Fifteenth Sunday in Ordinary Time at Mississippi Abbey

The story we just heard from Jesus is designed to arouse our emotions. Emotions are evaluations of an experience. With emotions we learn “to intuit the good and suspect the evil.”1 Lectio Divina is a very important part of our monastic day because such reading schools our affections in accord with a follower of Jesus Christ. Jesus begins by arousing a sentiment. Sentiments help us identify favorites; they make principles, like compassion, meaningful, but don’t cause us to act. So, when Jesus asks the scholar what he understands the law to say about inheriting eternal life, the scholar cites the two Great Commandments. As a “neat idea” the scholar finds them touching, inspiring. But then he gets practical and asks, “Who is my neighbor?”, and Jesus takes a more serious tact. He and the evangelist are addressing our emotions, our dispositions; i.e. our readiness to act.

In posing the Samaritan as a neighbor-worthy-of-love, Jesus is inviting the Scholar to a change of disposition, to re-consider his stereotyping and inclination to scapegoat an entire people. The Scholar was a student of religious law and this parable is directed at religiously serious people who are disposed to narrow-mindedness. Jesus wants him to keep the new Law in his heart. It is from there that the disposition or readiness-to-act springs.

The Levite and the priest pass by the wounded man. The man represents humanity tired of the ways of the world and wounded by sin. He wonders, “Is there no other way?” The Levite and priest represent the religious establishment mired in “Us vs. them” thinking. In stereotyping the Samaritans, they deprive them of personhood and reduce them to members of a species.

Jesus is encouraging a disposition of compassion in us. Compassion frees us from self and makes us contributors. Everyone is created to be a contributor. Original sin—self-centeredness—militates  against this. With the oil and wine of the sacraments and the care of the Church, the Inn, compassion can prevail.

Rose Hawthorne was an example of this compassion, a disposition that grew out of her own experience of pain and powerlessness. She was the daughter of the great 19th century American writer Nathaniel Hawthorne, author of The Scarlett Letter and The House of the Seven Gables. Born in 1851, she grew up socializing with the elite of her time. When she was 13 her father died. Her mother died a few years later. At 20 she married and their first child died at the age of five. The marriage fell on hard times. She became quite depressed and began searching for a better way to view life. She discovered Catholicism and joined in spite of family opposition.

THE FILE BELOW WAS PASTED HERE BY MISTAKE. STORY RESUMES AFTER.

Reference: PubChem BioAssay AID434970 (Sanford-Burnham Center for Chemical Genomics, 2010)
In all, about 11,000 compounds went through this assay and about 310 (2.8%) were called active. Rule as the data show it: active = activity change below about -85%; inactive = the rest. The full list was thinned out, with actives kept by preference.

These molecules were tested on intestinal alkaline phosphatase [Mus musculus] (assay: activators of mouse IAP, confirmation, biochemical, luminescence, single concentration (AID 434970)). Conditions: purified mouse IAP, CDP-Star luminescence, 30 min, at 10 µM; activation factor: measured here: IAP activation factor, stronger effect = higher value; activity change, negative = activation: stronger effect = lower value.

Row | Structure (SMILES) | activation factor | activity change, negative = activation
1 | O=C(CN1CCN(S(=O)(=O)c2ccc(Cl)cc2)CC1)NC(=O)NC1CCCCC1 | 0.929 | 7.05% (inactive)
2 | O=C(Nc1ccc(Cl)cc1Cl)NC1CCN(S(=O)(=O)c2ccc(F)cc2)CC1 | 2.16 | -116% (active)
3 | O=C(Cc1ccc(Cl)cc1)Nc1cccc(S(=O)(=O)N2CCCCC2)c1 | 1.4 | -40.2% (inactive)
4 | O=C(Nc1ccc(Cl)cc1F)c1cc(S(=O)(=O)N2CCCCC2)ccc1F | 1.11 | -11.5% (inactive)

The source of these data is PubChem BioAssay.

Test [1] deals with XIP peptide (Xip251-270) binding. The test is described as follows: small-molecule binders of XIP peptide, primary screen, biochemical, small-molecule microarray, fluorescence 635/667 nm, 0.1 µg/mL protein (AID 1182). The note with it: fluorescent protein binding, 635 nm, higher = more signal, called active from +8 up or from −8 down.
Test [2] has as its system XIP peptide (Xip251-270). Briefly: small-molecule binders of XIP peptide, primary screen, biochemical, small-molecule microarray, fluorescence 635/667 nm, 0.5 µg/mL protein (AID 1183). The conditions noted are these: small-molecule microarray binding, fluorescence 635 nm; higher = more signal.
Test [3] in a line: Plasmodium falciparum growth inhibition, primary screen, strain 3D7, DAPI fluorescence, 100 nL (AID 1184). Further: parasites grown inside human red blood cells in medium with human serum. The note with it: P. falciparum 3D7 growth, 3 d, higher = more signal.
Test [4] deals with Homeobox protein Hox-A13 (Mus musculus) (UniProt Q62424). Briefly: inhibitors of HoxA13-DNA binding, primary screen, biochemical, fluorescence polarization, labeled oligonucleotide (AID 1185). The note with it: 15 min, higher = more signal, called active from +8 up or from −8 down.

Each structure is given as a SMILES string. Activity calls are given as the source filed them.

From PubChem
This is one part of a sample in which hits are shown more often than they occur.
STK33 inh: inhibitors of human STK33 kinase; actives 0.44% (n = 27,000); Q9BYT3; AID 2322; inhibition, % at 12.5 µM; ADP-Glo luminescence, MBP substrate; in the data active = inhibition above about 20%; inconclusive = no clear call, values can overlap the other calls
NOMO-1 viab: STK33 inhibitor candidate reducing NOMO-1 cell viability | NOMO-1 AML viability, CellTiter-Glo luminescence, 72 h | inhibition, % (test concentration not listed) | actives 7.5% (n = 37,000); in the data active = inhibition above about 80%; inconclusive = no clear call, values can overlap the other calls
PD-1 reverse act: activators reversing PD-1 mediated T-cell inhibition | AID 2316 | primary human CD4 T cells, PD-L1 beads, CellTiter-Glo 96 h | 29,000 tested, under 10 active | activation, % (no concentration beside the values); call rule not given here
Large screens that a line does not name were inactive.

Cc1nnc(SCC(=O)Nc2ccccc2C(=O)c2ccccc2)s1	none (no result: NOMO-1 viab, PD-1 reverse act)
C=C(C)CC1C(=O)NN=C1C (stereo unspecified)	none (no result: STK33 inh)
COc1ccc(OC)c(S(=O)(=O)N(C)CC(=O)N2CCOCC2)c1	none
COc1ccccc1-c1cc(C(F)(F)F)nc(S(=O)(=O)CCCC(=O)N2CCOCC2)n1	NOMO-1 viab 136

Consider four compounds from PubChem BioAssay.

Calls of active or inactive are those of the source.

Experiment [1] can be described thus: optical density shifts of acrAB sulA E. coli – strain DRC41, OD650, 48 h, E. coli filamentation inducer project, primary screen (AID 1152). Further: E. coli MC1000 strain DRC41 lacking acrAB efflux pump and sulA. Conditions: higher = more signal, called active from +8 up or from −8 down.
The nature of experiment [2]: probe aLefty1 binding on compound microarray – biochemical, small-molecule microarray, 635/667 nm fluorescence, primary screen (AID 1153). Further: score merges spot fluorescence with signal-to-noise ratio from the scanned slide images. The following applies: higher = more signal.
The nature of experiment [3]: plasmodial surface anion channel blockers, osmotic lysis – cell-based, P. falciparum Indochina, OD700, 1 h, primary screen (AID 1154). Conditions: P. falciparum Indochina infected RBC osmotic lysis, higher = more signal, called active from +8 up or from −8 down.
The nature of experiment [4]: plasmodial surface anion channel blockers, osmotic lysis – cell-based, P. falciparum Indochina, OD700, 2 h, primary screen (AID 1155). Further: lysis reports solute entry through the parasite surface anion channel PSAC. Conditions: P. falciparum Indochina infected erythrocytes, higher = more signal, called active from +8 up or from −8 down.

The difficulties of her life bore fruit when she read of a young seamstress who had terminal cancer. Rose prayed that she might find a way to help such people. She was shown that way and opened a house for terminal cancer patients.

After her husband died she entered the Dominicans. She later founded a branch of Dominicans devoted to care of terminal cancer patients. They are known today as Hawthorne Dominicans. Rose died in 1926 and a story about her was published in a New York newspaper read by a young intellectual named Dorothy Day. It inspired her; she felt admiration expressed in emulation. it opened her to the Spirit.

Jesus knows that compassion grows out of our own experiences of suffering, of rejection, of marginalization, and… bad luck. They can cause alienation from God, from our created purpose of contribution, but by the power of Christ they can renew in us the likeness of God. That power is experienced in emotions that guide us to a change in values, in our sense of what matters most.  That’s what happened to the Samaritan; it happened to Rose Hawthorne; and it happened to Dorothy Day.  “Go and do likewise.”

  1. Catholic Catechism,1771: The term “passions” refers to the feelings.  By his emotions man intuits the good and suspects evil.